• I want better, faster, cheaper (it’s the status quo)
    • Customers can’t tell you how to make a revolution (jumping the curve). They can help you make incremental changes though
    • 10% vs 10x
  • Biggest challenges beget the best work
    • Wouldn’t it be cool if……?
    • Solve the small problems that many people have (great marketing opportunity, that is valuable)
  • Design counts
    • In a world everyone is talking about price, everyone cares about design
  • Presentations: Big graphics. Big fonts
    • Best tip I ever learnt was decide if you’re presenting or creating a document. This will change the focus of how you create your slide deck
  • Jump curves, not better sameness
    • Ice harvester, Ice factory, Fridge (different market curves)
    • Too often companies don’t (can’t) redefine their business. You may need to jump curves
    • It’s not 10% better, it’s 10x better
  • “Works” or “doesn’t work” is all that matters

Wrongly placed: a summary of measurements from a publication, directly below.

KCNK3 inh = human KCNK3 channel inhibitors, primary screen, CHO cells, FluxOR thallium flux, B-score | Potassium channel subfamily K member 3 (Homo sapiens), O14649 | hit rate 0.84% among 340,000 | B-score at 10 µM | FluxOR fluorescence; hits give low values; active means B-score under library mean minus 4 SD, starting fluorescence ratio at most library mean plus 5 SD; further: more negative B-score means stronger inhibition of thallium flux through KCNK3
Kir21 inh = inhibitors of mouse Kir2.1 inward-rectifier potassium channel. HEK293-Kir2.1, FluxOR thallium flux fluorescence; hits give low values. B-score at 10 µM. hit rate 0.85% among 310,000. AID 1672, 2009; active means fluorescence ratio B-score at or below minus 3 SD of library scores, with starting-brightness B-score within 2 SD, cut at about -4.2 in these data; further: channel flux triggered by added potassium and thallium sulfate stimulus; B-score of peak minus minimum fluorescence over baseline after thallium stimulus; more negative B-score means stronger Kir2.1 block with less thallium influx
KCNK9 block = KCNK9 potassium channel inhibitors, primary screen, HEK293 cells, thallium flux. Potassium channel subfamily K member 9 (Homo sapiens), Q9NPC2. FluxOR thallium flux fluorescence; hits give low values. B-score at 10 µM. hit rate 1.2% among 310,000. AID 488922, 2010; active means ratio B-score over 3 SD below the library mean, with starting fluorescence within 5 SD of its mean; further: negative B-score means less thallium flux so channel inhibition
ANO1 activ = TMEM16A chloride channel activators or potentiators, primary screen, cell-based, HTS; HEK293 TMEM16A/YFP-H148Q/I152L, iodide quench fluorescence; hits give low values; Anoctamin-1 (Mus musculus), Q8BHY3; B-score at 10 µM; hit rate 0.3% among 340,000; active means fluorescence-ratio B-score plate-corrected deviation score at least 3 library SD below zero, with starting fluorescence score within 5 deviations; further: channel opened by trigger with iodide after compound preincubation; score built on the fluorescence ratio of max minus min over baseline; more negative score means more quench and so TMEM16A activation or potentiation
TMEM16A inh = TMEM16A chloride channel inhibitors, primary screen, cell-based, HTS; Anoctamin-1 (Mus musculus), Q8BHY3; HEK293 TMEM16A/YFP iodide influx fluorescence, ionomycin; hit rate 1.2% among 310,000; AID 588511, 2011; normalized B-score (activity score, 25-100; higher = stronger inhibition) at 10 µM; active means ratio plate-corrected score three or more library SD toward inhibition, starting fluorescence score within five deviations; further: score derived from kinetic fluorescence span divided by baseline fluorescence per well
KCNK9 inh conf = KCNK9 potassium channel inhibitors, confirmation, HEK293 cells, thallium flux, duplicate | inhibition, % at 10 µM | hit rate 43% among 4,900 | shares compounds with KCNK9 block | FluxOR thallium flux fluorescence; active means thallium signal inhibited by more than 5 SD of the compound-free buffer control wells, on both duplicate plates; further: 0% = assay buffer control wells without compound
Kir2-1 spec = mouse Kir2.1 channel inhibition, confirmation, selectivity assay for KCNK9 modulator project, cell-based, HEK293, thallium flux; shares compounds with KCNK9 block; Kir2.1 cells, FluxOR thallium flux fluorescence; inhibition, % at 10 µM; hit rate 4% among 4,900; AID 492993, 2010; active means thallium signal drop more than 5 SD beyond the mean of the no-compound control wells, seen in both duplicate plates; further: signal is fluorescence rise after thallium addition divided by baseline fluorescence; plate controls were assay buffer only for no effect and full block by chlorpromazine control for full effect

• Don’t get stuck in one position. Be open to changing if it makes sense
    • iPhone and iStore story
    • True intelligence is the ability to change ones mind
  • “Value” is different from “price”
    • Engineers have to create and unique/valuable product. Marketers need to convince the world that the product is unique/valuable
    • The value is so great the price becomes irrelevant
  • A players hire A+ players. B players hire C players
    • Don’t lower your standards otherwise you will experience the bozo explosion
    • Hire people who are better than you and be proud of it!
    • Develop the emotional intelligence and let go of the ego. Let these great people do what they are great at
  • Real CEOs can demo
    • If you can’t demo, then quit
  • Real entrepreneurs ship
    • Don’t worry, be crappy. When you do jump curves, the first version can have elements that are crappy but it’s revolutionary! Ship something, get something out there.
  • Some things needs to be believed to be seen
    • This is how it works for an entrepreneur. You need to believe it, push it and then others will see and believe it. Believe in yourself